Hip-Hop's Most Slept-On Verses
'Can I Live?'
When people talk 'Reasonable Doubt' they usual point to songs like 'Can't Knock the Hustle,' 'Brooklyn's Finest' or 'D'Evils.' While the latter is unquestionably the lyrical zenith, the first verse on 'Can I Live?' is the spirit of the entire album condensed into 32 bars. It isn't just another hustler's tale, it is an emotional reflection full of both regret and triumph; written in code. Anyone who has ever called Jay-Z one-dimensional should be slapped with this verse. - Jeff Ryce, Managing Editor, HipHopDX.com
Matt Jelonek, WireImage
Cee Lo (Goodie Mob)
The Cee Lo verse is full of internal rhymes and breaks down the rise and fall of a rap artist in a way that takes other people whole songs to do. No one really took into account how good an MC Cee Lo was at the time because the group was just so colorful, and they were overshadowed by Outkast and still had the Southern stigma ... It was hard at that time to sit back and realize that Cee Lo could spit, especially since a lot of his strength was in his voice and delivery, which was very new to many of us back then. - kris ex, Journalist/Author
Joe Kohen, WireImage
'Mind on My Money'
Nicki says "tell Michelle I got my eye on Barack Obama," which is not only boss, but leads into pop aspirations (Madonna/Hanna Montana), into the Dalai Lama, into worldwide money-getting, into "sayanora" and "nam-myoho-renge-kyo" because she's meditating on her money, which is just f---in' insane. Her singing the last half of the verse and never quite taking her mind off the money fits the song. Every other bar is like "money" – and not just the trappings of wealth or slang for shortcuts but "money."- kris ex, Journalist/Author
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'The Next Movement'
Black Thought (The Roots)
It's one of the few songs that reminds me of why I love Hip-Hop. People get so caught in talking about The Roots because they're a band or because of their legendary live shows. They rarely talk about their songs or how lyrical Tariq is. I think 'The Next Movement' truly was The Roots' best shot to crossover and it didn't happen. People may argue that 'You Got Me' was more crossover, but it was so subversive. - Rashaun Hall, Editor, MSN's Groove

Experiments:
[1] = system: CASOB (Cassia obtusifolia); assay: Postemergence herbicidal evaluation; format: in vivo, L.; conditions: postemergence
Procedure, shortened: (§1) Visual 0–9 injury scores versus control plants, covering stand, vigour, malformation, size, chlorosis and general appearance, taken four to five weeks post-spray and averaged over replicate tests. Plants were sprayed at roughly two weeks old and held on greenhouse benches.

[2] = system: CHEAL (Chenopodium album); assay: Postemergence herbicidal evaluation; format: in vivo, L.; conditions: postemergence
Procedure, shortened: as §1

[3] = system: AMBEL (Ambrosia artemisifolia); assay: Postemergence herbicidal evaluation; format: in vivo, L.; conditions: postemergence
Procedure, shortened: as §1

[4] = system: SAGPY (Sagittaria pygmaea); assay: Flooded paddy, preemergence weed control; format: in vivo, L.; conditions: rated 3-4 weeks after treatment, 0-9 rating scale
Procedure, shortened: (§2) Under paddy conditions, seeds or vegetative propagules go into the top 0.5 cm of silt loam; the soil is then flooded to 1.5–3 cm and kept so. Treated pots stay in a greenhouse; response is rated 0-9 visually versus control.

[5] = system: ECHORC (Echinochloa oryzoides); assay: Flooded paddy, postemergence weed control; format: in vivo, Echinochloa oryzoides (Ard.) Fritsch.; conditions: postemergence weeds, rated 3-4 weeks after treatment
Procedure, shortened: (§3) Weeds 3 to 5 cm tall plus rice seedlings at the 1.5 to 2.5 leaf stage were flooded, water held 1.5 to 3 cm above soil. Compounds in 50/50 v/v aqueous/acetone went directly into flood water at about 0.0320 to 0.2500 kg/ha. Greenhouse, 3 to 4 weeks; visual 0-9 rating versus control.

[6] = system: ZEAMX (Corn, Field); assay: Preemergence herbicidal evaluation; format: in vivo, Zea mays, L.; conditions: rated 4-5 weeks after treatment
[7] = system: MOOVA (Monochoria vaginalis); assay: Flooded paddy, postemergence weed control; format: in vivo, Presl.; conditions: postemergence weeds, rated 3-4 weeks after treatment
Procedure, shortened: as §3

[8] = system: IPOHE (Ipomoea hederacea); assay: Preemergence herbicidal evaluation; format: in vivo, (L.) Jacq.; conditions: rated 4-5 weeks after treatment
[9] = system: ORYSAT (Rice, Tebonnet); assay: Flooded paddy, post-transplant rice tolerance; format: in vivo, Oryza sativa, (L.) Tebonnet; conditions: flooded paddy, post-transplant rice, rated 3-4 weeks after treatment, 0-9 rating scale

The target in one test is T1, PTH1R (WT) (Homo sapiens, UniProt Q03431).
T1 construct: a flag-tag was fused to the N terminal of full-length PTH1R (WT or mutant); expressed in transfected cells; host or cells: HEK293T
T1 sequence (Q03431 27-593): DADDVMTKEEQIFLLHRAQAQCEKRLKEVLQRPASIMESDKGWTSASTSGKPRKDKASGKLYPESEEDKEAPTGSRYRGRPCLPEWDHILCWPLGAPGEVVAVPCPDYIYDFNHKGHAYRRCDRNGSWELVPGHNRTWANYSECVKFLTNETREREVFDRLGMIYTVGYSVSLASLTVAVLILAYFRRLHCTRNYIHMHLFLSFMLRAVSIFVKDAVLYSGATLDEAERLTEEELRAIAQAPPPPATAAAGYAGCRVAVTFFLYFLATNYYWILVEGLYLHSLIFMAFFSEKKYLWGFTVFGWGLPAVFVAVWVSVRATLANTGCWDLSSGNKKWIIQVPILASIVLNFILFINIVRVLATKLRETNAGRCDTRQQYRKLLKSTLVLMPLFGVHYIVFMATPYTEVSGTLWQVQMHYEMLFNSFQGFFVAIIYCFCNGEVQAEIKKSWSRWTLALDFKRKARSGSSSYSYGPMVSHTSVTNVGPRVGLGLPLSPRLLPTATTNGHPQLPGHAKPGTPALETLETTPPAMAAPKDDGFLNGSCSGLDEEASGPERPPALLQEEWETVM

Bryan Bedder, Getty Images
That first verse sums up just about everything I love about Eminem lyrically. He's clever with the punchlines and the thinly veiled references to Columbine were controversial, but contextual if you remember Em was bullied. And last but not least Eminem displayed a clinic in lyricism that basically put him in the Hall of Fame on the MMLP. - Chuck Creekmur, CEO & Co-Founder, AllHipHop.com
John Shearer, EM / WireImage
Ghostface gets flack for this non-sequitur style of rap being too confusing for the uninitiated. If you're worried about trying to figure out the intricacies of, "Yo, check these up top murderous snowy in the bezzle as the cloud merges/F.B.I. try and want word with this/kid who pulled out bust a shot up in the Beacon/Catch me in the corner not speakin'," instead of enjoying the ride, your loss. - Alvin Blanco, Journalist/Author and BoomBox contributor
Jeff Fusco, Getty Images
'God Lives Through'
Q-Tip has had plenty of other verses in his catalog that were considered more popular or considered more profound, but on 'God Lives Through' (off A Tribe Called Quest's classic Midnight Marauders) Q-Tip's flow just sounds particularly effortless. 'God Lives Through' closes out an all around magnificent album with such a playful verse that just really relays Q-Tip's status as a superior MC in Hip-Hop. - Alvin Blanco, Journalist/Author and BoomBox contributor
Jerritt Clark, Getty Images
Mos Def and Black Thought
Black Thought isn't on many cameos outside of the Roots camp because all of the other MCs are just scared of him, plus Mos Def is just one of the illest of all time. On 'Double Trouble' off 'Things Fall Apart' these two go back and forth for a version of lyrical call and response. The first verse is just sick. - Alvin Blanco, Journalist/Author and BoomBox contributor
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'B.I.B.L.E. (Basic Instructions Before Leaving Earth)'
Though the track was included on GZA's classic Liquid Swords album, 'B.I.B.L.E. (Basic Instructions Before Leaving Earth)' was all about Killah Priest. With raw, searing emotion, the cut stings with spiritual lyrics about absorbing wisdom and religious influence, asking rhetorical, thought-provoking questions in rhythmic rhyme. One of the most slept-on gems in Wu-Tang discography. - Steven Horowitz, Editor, YRB Magazine and BoomBox contributor
Matt Carmichael, Getty Images
'Satisfied' (From 'All of the Above')
I remember arguing with my colleagues at The Source to get this J-Live song a Hip-Hop Quotable for that month. Of all the statements made by artists after 9/11, both on and off record, this was the most honest to me. There was a lot of microwave patriotism being served up and while he acknowledged the tragedy of the events, he knew that deep down nothing would change between the people and the police. Ask Sean Bell's widow or Oscar Grant¹s family. - Jerry Barrow, Senior Editor, The Urban Daily
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Author's Pick -- 'Da Mystery of Chessboxin''
Years back when Wu-Tang were together in the studio recording '36 Chambers,' they would throw on a beat and whoever spit the hardest was featured on the track. Masta Killa always seemed like one of the sideline emcees who never got to spit until his verse on 'Da Mystery Of Chessboxin.'' While everyone was so mesmerized by Meth's mini-hook and ODB's wailing, Masta Killa was the clean-up verse that really proved what a sharp emcee he was.
Soren McCarty, WireImage